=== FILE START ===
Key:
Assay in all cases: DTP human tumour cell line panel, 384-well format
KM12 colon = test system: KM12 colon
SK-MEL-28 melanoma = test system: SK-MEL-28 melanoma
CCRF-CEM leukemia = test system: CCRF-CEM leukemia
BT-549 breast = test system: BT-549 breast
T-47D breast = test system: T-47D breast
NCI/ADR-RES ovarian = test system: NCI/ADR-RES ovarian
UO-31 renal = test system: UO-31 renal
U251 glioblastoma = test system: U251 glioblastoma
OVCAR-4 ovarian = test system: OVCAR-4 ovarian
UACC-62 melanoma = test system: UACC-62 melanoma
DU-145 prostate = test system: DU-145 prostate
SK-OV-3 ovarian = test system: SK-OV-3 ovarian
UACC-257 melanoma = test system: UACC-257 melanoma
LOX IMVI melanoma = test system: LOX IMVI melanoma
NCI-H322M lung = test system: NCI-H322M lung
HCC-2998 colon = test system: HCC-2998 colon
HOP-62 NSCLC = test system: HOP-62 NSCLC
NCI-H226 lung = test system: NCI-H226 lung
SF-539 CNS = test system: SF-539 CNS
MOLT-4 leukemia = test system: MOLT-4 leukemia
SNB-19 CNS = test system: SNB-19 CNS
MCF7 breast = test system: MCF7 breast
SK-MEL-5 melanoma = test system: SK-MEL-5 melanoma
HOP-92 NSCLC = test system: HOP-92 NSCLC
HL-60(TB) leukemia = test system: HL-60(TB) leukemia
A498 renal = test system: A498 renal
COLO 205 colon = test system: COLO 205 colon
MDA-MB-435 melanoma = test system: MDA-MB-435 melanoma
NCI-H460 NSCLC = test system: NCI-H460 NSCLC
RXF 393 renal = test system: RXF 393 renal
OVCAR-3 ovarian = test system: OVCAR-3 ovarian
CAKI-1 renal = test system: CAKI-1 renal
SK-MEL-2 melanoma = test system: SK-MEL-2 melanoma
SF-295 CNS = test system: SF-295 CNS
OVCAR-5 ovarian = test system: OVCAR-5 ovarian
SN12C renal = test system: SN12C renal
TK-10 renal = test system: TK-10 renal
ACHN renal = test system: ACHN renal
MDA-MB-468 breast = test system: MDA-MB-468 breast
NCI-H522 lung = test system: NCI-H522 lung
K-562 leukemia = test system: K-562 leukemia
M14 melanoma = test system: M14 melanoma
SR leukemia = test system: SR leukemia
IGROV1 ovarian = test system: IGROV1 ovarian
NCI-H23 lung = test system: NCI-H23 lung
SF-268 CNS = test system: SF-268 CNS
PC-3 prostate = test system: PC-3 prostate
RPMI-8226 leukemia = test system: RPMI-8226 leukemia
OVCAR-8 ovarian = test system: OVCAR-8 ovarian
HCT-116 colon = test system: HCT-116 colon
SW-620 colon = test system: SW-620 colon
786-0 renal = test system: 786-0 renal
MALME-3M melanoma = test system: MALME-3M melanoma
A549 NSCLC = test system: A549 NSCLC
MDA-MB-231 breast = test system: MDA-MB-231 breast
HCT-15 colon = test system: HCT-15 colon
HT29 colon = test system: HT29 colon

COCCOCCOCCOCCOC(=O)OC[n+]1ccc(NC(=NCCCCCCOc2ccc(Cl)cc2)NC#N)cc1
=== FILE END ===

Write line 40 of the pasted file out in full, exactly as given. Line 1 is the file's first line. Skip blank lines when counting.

ACHN renal = test system: ACHN renal